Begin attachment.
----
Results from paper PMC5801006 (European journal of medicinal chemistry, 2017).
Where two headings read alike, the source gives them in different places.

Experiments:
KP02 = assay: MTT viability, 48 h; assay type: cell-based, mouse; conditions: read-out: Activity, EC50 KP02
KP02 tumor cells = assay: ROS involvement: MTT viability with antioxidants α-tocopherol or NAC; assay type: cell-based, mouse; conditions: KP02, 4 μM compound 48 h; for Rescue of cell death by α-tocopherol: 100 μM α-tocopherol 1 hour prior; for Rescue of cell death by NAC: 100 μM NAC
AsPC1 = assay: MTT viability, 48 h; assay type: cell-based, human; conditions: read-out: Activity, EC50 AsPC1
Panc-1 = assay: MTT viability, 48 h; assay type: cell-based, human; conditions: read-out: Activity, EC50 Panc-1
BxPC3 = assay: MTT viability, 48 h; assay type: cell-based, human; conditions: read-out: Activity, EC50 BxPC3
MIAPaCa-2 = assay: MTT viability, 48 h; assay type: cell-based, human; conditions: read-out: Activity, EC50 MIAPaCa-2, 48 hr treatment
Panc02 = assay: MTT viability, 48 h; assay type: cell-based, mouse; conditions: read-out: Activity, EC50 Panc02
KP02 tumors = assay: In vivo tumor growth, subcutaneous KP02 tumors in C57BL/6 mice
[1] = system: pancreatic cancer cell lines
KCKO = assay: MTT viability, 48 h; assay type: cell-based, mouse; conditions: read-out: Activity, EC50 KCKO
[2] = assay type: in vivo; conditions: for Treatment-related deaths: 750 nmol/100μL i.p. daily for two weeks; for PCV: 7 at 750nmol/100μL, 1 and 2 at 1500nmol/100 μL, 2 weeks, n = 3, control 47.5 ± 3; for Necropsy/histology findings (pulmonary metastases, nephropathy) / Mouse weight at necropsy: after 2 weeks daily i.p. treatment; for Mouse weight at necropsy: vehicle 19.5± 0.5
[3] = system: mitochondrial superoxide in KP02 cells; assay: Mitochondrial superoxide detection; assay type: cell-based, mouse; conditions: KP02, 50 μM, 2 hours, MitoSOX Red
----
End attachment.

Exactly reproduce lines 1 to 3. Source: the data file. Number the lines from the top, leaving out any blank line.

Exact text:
Results from paper PMC5801006 (European journal of medicinal chemistry, 2017).
Where two headings read alike, the source gives them in different places.

Experiments: